Explore this exhibit: Cowboys and Longhorns

From the prairies to railheads in Kansas.

Texans began to drive the longhorns across open range and the Indian Territory to railheads in Kansas for shipment to eastern markets. Hundreds of herds of cattle were driven up trails to the existing railheads, as a Texas steer worth $3 could be sold at a railhead for $30. Cowboys were paid well for the hard, dangerous trip and herd owners often amassed fortunes. In less than 25 years, cowboys drove millions of cattle out of Texas over the cattle trails.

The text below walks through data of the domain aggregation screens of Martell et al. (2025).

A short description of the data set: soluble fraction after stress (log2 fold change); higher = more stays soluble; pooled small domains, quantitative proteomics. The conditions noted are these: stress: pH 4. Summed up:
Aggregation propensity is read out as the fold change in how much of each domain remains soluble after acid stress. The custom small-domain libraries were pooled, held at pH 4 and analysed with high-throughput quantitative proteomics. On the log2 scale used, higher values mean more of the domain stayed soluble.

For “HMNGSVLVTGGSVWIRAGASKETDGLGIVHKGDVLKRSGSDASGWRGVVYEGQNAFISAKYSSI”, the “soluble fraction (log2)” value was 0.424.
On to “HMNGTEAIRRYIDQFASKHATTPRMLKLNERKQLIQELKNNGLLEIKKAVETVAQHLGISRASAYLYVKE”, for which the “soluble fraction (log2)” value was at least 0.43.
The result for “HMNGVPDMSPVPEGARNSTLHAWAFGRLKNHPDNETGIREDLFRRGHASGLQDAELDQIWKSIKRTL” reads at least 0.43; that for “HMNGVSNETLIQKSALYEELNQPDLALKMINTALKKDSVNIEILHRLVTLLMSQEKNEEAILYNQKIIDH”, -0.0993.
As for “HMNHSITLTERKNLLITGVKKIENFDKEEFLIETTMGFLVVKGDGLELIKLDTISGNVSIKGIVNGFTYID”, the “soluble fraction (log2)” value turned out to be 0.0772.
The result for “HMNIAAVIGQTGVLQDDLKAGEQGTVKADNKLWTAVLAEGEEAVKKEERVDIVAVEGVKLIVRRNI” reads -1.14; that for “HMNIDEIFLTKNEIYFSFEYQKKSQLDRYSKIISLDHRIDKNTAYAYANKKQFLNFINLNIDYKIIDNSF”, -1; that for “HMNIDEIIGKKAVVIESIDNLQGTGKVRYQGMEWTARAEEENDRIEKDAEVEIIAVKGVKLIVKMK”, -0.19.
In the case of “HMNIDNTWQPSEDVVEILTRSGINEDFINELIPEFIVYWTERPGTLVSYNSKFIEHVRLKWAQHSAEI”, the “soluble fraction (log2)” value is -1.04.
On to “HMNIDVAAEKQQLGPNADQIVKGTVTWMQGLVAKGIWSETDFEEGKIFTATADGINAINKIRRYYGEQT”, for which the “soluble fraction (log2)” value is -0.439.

Cattle trails were the primary means of moving Texas cattle to market in the late 19th century.

In the 1840s and 1850s Texas cattle were taken over the Shawnee trail to Iowa, Missouri and Ohio to be slaughtered for local markets. During the Civil War, Texas cattle were driven to railheads in Kansas to be shipped to the East. There were no railroads in Texas, and cattle brought a higher price in the East. The best-known era of the great cattle drives was from 1866-1890, when millions of cattle were driven over the Great Western and Goodnight Loving trails. But by 1890, the availability of nearby railroads, the spread of cattle disease (tick fever) and the fencing of the open range ended the trail driving business.